The first day of the Coast Track follows the cliffs overlooking the Tasman Sea before dropping down to arduous walks through the soft sand of the beaches, such as Little Marley and Garie Beach.
If you are interested in cetaceans, like I am, you may be interested to know you can spot migrating humpbacks from the cliffs, usually from June to August. We were lucky enough to spot some, though from some distance. They were great to see in every way except in the dismal photos from my 35mm prime lens camera. I am fascinated by whales, so much so, I did a course with Project Jonah in New Zealand who train people on refloating beached whales. As interesting as they are, I can assure you whales have a smell to them that can only be called whaley, which you cannot get out of your clothes for weeks.
There are a number of milestones along the cliffs such as Wedding Cake Rock, a rock in the approximate shape of a wedding cake and Eagle Rock, which, as you may have guessed, is a rock in the approximate shape of an eagle. It seems as if the names were pulled straight from a map showing the way to buried pirate treasure. These landmarks though, are just a way to break up the distance. The real treasures are the breathtaking views, abundant wildlife and spending time outdoors in this wonderful part of the world.
Wattamolla is conveniently located in the spot you should reach for an early lunch. There are toilets, picnic tables, BBQs and a kiosk which is open for 23 minutes of the third Tuesday of every second month over autumn and winter, where, I can only assume, you could purchase water and some more chocolate.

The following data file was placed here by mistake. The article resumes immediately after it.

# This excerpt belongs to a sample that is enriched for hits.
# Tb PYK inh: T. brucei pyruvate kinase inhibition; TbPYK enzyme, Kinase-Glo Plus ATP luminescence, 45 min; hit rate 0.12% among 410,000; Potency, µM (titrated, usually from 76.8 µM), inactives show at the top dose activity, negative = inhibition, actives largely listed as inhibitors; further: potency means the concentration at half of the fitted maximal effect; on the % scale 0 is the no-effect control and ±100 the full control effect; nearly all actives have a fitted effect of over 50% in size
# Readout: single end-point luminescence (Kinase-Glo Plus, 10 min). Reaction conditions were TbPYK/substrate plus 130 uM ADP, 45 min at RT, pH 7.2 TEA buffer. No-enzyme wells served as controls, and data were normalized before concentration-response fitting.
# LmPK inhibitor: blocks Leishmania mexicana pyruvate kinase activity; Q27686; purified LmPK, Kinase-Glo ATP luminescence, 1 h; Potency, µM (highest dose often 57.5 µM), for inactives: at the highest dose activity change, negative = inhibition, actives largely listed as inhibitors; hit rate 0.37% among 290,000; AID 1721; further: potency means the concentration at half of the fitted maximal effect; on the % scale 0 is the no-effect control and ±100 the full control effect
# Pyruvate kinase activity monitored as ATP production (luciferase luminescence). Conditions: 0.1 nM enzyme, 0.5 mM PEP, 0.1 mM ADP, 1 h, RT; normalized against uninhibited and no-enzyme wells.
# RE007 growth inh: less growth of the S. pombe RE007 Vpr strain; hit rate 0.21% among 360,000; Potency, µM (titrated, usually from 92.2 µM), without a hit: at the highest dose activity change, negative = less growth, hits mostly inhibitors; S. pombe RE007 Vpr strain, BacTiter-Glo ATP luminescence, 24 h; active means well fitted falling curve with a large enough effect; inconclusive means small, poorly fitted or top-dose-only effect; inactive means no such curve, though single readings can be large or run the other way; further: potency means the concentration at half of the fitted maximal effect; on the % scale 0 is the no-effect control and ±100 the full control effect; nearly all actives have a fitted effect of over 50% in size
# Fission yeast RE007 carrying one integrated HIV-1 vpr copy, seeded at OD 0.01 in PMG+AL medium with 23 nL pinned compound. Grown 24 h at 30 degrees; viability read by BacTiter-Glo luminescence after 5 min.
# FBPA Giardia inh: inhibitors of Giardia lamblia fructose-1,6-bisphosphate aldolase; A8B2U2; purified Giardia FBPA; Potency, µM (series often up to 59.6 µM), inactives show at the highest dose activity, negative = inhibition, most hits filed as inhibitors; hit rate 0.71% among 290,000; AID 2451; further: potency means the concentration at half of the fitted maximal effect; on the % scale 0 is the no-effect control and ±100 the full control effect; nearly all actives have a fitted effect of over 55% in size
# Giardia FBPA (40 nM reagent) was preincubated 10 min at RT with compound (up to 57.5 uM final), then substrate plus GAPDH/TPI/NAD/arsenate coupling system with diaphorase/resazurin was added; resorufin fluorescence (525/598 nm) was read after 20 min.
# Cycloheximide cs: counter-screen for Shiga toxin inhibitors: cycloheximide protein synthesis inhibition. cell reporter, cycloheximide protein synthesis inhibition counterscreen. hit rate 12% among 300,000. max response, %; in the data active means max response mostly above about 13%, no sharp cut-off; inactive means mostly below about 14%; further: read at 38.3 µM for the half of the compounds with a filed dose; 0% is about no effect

Luckily, there is Garie Beach. After a short two hour walk, you should be close to the lookout point where you can see the picturesque Garie Beach and, at the far end, the Garie Beach Car Park, where another kiosk is run by a dear lady with bottles of water and the chocolate you have been craving.
The Coast Track runs along the base of the cliffs and through a small settlement of cabins, overlooking the sea. The hill you will see from here is the last obstacle to face before reaching the North Era Campsite. Upon cresting the hill, you’re afforded a view of the sheltered valley; the flat area of the campsite surrounded by forest and bush covered hills. We trudged along, whistling the theme to Jurassic Park, arriving seven hours after leaving Bundeena, having spent a bit of time walking side trails, taking photos and an hour for lunch.
The campsite at North Era needs to be booked through the website and costs $12. They cap the number of people staying at the site, though there was a lot of space and no one checked if we had our receipts. I’m not saying you shouldn’t pay. In fact I think if you’re going to use the facilities you definitely should. But they didn’t check ours.